DVD menu makers and layout designers: Eat a bag of flaming hell.

I pride myself on having a nice television and a nice DVD player. I have these things because of my nice DVD collection , (of which I am also proud), because I love watching movies at home. I stopped enjoying going to the movies years ago. Too many people, too many people talking, and too expensive. It costs me ~$15.00 to go see a movie, roughly $8.00 for the ticket at the local Uberplex, and $7.00 for a large Coke and popcorn (must haves). Why not just buy a DVD for that price or less?

So I put money into my ‘home theater’. I have 104 DVDs. War movies, comedies, Scifi, fantasy, drama, por-…errr, lots of movies. All sorts. I don’t prefer a genre, I prefer good movies.

When I put in a DVD, hot popcorn and icey-cold Coke at my side, I want to get to the Goddamned menu, quickly, select my Goddamned options, quickly, and start the Goddamned movie, quickly.

I do NOT want:

A fucking mini-prelude to the movie. I am already watching it, (or trying to), for fucks sake. I don’t need a teaser. I don’t need to be tricked into not ripping the DVD out. I don’t need to be cajoled into inactivity for a few seconds. I have, of my own free will, decided to pop in whatever movie. SO GET TO THE GODDAMNED MOTHERFUCKING PUPPYRAPING SHITEATING MOVIE!!! More precisely, get to the menu. There couldn’t be anything wrong with the menu, could there?..
Well, I want to select ‘Dolby 5.1’ and ‘Play Movie’. But because DVD layout designers are learn their trade while suckling on the teat of Satan, I have to put up with FUCKING POOPSHIT FROOFY EYECANDY MENUS!!!. Goddamned motherfuckers! Just give me the menu! It adds no value to the movie to have a cute menu layout, and it detract value from their lives, since I will ram my copy of Simple Web Sites: Organizing Content-Rich Web Sites into Simple Structures down their fucking throats.
Quick and easy to navigate. That all I am asking for at the beginning of a DVD-watching experience. Only Dogma has a moderately interesting DVD ‘froofy factor’ in the menu; 103 others can fuck off and die.
:sigh: I suppose I’m off to grab a copy of Serpico. At least the old tranferred-media flicks tend to have better (simpler and faster) layouts.

Spinal Tap has as great intro. Aside from that I agree 98% (the other 2% was lost on the whole puppy raping thing - I don’t think I’ve seen that movie).

Wow, they’ve really improved the DVD quality of puppy-raping, shit-eating movies since the last time I rented one. Mine was all grainy and on VHS.

I hate the crap in the beginning they don’t let you fast forward past.

Animals they are.

I don’t know how many DVD menues I’ve gone through where it’s almost impossible to tell what item you’re choosing. All they need is a bright yellow arrow or something equally obvious to move from item to item as you use the arrow buttons on the remote, but instead there’s, say, an almost imperceptible change in color from yellow-green to green-yellow. Then I end up choosing the wrong thing.

Also, if you’re going to have music from the soundtrack playing while the menu’s up and I’m salting my popcorn in the kitchen, why not just play the whole soundtrack, instead of a ten-second loop that keeps repeating?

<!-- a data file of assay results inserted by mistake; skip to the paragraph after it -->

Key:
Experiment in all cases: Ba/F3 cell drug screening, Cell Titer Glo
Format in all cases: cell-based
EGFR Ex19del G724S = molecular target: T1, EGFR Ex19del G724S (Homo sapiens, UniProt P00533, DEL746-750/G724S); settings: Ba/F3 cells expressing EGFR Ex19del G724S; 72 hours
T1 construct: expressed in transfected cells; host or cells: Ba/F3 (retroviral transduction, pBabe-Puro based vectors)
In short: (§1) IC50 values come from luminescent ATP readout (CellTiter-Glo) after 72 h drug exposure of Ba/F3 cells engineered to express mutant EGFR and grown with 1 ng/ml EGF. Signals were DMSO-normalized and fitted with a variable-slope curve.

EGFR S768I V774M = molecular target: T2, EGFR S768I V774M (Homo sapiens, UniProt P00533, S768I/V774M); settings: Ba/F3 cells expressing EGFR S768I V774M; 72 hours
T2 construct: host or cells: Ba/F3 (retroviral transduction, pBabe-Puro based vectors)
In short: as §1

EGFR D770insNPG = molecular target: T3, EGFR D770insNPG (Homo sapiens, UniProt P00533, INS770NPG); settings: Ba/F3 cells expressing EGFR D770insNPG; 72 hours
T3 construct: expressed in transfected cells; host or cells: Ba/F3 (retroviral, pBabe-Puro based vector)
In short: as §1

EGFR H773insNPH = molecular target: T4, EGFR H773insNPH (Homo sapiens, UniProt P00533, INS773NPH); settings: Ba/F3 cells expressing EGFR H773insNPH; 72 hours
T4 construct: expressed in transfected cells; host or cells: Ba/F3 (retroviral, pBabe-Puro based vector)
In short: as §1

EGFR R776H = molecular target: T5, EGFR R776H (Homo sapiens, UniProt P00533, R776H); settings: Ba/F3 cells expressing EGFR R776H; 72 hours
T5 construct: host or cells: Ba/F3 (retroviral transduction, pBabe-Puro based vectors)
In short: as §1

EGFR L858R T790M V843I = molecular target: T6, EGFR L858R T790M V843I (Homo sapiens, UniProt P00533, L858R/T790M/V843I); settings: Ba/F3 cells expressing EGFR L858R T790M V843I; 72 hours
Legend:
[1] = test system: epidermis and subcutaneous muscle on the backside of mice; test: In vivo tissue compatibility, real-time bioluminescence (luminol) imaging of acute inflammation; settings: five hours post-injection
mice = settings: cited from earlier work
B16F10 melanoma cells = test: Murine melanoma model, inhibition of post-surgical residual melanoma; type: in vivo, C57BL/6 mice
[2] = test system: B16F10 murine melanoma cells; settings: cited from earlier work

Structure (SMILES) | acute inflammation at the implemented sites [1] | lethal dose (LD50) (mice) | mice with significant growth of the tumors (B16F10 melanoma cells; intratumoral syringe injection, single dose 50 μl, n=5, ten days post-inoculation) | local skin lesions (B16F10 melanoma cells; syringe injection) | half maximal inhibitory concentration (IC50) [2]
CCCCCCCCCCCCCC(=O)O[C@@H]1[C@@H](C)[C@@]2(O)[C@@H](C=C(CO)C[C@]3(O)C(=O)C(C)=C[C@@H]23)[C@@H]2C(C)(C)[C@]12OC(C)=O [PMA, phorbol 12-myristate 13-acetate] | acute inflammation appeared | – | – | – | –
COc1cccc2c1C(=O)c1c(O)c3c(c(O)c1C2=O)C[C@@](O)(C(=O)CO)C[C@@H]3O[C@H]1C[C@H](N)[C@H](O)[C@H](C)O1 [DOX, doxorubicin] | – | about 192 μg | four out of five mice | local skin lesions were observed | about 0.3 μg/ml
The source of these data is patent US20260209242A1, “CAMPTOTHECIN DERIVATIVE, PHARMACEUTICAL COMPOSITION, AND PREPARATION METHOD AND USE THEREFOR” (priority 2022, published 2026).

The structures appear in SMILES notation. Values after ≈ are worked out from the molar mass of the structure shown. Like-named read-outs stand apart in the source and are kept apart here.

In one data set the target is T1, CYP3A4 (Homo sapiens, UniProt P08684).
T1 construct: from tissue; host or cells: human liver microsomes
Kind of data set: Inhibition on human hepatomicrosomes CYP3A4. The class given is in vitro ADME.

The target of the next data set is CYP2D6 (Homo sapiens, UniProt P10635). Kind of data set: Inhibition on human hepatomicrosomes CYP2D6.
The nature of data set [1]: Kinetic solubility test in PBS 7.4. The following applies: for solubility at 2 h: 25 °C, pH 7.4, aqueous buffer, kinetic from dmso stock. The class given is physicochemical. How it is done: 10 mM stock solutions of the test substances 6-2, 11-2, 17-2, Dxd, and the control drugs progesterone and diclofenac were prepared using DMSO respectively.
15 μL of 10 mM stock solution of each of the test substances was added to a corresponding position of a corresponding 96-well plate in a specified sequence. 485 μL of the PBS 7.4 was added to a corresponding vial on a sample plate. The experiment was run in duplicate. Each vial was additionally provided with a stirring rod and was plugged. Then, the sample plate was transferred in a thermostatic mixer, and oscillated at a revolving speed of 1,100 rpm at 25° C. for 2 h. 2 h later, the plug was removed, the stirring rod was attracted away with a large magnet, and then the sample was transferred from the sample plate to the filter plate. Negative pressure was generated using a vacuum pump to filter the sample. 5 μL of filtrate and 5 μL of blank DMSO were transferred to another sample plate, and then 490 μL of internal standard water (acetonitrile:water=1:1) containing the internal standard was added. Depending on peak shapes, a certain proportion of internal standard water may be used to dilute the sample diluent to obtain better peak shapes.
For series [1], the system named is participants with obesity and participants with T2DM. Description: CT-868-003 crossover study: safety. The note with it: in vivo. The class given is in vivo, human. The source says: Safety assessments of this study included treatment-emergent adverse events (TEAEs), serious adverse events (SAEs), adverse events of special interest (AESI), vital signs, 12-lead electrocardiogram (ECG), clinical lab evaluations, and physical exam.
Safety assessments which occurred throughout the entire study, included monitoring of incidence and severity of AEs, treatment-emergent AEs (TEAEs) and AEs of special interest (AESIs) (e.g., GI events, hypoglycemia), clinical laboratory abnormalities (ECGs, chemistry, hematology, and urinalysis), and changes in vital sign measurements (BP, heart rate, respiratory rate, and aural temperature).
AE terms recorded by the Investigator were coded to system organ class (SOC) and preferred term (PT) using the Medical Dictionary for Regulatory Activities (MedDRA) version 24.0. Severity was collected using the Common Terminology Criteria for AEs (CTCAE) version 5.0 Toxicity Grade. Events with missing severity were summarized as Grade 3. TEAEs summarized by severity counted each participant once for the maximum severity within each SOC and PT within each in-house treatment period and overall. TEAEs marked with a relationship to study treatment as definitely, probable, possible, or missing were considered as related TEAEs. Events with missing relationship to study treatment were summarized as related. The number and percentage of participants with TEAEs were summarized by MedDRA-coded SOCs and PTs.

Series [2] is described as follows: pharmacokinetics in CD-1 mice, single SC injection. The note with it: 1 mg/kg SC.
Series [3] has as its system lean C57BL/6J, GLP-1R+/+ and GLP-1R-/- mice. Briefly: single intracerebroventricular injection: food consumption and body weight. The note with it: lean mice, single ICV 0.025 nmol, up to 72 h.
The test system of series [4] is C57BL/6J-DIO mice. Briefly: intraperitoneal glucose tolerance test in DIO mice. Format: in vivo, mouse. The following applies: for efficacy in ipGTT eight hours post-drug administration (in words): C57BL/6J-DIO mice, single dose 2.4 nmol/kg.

A fine, valid OP.

And why the hell couldn’t they have standardized it, so old non-english-speaking people could also enjoy a DVD or two without having to call their son to start it up for them.

The funny thing is, some DVD’s in Europe even have a French menu. Yeah, that will help the old folks. Finally we have a device which is easily accesible and usable (menu-controlled) and then they make a different menu for every DVD. On this on it’s called setup, on that one audio and on the other one sound.

Producers, make up your freaking mind!!!

I totally agree, I hate DVD menus. What I usually do is just hit stop as soon as the dvd loads (most let you do this during the stupid Interpol/FBI warning). Then I can hit play which starts the movie right away.

After that, I use the buttons on the remote to change the sound/subtitles/etc.

What REALLY bothers me is when they have FUCKING PREVIEWS on the DVD that play automatically. I think it was the Bourne Identity that did this most recently to me. Luckily I could Stop/Play to get past them. Fuckers.

The whole thing reminds me of the Flash intros of yore. They’re cute… well, a few of them, anyway… the first time you see them. After that, you just get pissed off.

Can I say this is one of the things I love about the Fellowship of the Ring : Extended Edition? The intro is a (very) short pan to a book, which opens and has the menu, with soundtrack music (softly) in the background.

I’m thinking in the future I’ll screen movies (by renting) once before buying–if the menu is too annoying, I simply won’t buy it.

Yeeeargh. I hate those previews. I have a couple of DVD sets from the BBC, and they always have a big long commercial before the menu for other BBC videos. I’ve taken to firing it up, then going to the bathroom and getting food or drink or whatever, and hopefully the show will be ready to go by the time I’m done. But it still sucks. We don’t like boot up times on our computers, what makes them thing we’ll like them on DVDs??

You know, I watched The Patriot again last night and it has a long intro, similar to that described in the OP (Althougb my puppy rape movies tend not to have that) and I was thinking how annoying it was… But… I went and got something to drink and when I got back, the difficult to discern menu was there for me to choose from. I’ll have to try the Stop/Play trick to see if that helps. Incidentally, if anyone has puppy raping videos they are interested in trading, let me know :stuck_out_tongue:

As a DVD menu designer and authoring engineer I have a few comments:

  1. We only create what the client, producer and the art director has asked for.
  2. Every studio is going to want to put their company logo as a splash screen since they have paid for it. If they want us to program restricted user operations then that’s what we do. I know it can be a pain for the viewer to sit through but keep in mind it is not the designer and programmer who made these decisions, it was the producer and the client.